Learn the Fly-Fishing Basics for Free
2017 Fly Fishing 101 & 201
Fly Fishing 101
Fly Fishing 201
A free Trout Unlimited Membership—a $35 value—is included for all FF101 and FF201 graduates. Upon completion of the course, you will receive special in-store offers, valid for the purchase of Orvis products.
Please see store associates or call 203-662-0844 for details.
Upcoming Seminars and Events
Call us at 203-662-0844 for information on upcoming classes and seminars this season.
Local Fly-Fishing Information
Fishing Long Island Sound
Access to the Sound, though becoming more limited to some degree, is still quite prevalent. From Greenwich to Fairfield, the typical "beat" fished by a Mianus TU member, there are literally dozens of places an angler can get down to the water. It would be difficult to include all of the locations, but below are a few of the top choices. Your local fishing shop is well staffed to give you more specific pointers depending on where you live.
The best way to fish the Sound is by boat. If you don't have one, make friends with someone who does, and offer to pay for fuel for the day. In the deeper waters of the Sound, and also off the string of mid-Sound islands, referred to as the Norwalk Islands, fishing can be phenomenal throughout the season. Along with larger striped bass and blues, in the fall, anglers have a chance at tuna species such as false albacore and bonito which make quick runs through the Sound during their winter migration south. Along with the typical flats boat most common among fly anglers, fishing from a sea kayak can also be an effective and relatively cheap way to open access to all types of water. More…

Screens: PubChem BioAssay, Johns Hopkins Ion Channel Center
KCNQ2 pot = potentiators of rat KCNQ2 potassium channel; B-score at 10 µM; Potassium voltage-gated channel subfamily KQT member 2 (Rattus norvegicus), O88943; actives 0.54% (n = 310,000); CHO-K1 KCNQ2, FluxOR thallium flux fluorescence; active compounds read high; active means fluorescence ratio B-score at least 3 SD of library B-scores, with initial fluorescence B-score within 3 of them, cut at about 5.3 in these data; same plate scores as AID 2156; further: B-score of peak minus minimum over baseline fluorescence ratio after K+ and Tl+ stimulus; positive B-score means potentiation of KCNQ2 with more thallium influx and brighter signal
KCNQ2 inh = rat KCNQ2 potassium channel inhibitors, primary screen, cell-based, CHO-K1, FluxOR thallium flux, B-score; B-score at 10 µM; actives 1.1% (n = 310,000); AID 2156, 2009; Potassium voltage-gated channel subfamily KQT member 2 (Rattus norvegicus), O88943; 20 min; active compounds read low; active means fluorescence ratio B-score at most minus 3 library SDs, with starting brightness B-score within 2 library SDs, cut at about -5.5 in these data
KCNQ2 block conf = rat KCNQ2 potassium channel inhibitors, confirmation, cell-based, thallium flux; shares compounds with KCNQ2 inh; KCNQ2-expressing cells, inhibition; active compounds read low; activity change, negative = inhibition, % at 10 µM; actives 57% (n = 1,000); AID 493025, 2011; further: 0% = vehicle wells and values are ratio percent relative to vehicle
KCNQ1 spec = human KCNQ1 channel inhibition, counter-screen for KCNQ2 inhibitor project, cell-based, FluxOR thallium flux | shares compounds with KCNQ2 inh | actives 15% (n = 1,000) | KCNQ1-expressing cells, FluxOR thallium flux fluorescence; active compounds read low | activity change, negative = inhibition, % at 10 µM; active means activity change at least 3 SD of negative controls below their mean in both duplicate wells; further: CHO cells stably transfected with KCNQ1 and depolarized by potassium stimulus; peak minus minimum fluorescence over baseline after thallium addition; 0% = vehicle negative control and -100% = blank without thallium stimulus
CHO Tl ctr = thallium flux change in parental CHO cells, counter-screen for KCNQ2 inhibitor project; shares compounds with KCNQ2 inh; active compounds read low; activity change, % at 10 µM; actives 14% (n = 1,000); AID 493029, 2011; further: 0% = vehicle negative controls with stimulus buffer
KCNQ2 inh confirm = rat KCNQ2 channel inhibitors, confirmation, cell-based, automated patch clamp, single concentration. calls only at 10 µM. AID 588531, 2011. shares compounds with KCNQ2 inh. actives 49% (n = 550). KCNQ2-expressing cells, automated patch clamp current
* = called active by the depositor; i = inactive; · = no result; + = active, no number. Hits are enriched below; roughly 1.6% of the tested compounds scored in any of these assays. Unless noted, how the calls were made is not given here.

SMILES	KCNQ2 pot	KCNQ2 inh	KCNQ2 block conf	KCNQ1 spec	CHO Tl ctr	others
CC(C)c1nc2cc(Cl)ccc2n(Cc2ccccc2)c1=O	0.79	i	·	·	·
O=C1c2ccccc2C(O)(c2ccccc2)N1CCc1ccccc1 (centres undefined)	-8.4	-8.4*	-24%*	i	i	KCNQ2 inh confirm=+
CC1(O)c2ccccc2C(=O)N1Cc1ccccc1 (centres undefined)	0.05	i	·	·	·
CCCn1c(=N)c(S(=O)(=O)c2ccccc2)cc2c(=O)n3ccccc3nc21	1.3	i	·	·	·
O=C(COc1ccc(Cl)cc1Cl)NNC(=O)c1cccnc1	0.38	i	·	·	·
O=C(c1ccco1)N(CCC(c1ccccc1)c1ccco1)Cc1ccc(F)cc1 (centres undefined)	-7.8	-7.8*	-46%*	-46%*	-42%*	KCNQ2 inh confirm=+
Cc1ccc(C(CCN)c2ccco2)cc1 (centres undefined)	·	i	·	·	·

Fishing the Mianus River
The Mianus River Park is the most popular place to fish and is where the Trout Management Area is located. The park is roughly 200 acres and owned jointly by the cities of Stamford and Greenwich. Though often crowded with other park users, including dog walkers, hikers and mountain bikers, a mid-week trip, or weekend or evening in the off-season, can often mean a day of fishing in relative solitude (under lower Fairfield County standards!)
The Trout Management Area is a limited harvest section of the stream, where from September 1 through the third Saturday in April fishing is restricted to catch and release using artificial lures and single hooks. From the third Saturday in April through August, anglers may also use bait, and are allowed to keep two trout a day, with none smaller than 9 inches. More…
Fishing the Norwalk River
The river is easy to get to as it parallels Route 7 for most of its length, with many easy parking areas. The best sections of the river runs from Wolfpit Road in Wilton north to Topstone Road near the Redding and Ridgefield town lines.
Despite the ease of access, the Norwalk is a challenging river for two main reasons. For much of its length, the river width is fairly narrow, ranging from 10 to 20 feet, and is well overgrown with trees, shrubs and other vegetation. This makes for ideal cover and protection for trout, but can be maddening for fly fishermen. Additionally, the river is heavily loaded with softball-size cobblestones, making wading a bit tricky. More…
Fishing the Saugatuck River
The Saugatuck ranges in size from a stream roughly 10-feet wide near the headwaters, to a much larger river as it draws closer to the Sound. Additionally, the Saugatuck is part of a drinking water supply reservoir system, with a large section of the reservoir which can be fished from shore, but is difficult to fish with a fly rod.
There are all types of water to be fished in the Saugatuck, including pocket water and riffles, deep gorge pools below the reservoir, and large expanses of calm water where dry fly fishing can be excellent.
The Saugatuck and its tributaries are stocked by the state, and in addition to the stocked fish, anglers in the river sections can often catch brown trout which have come down over the dam after gorging on baitfish and becoming quite large, and also, increasing numbers of searun brown trout which come up the river to spawn each fall. Walleye can also be caught just below the reservoir, and are typically washed over in high water conditions in the spring and fall. More…
Store Manager: Jennifer Cuoco
Fishing Manager: Shawn Kelly
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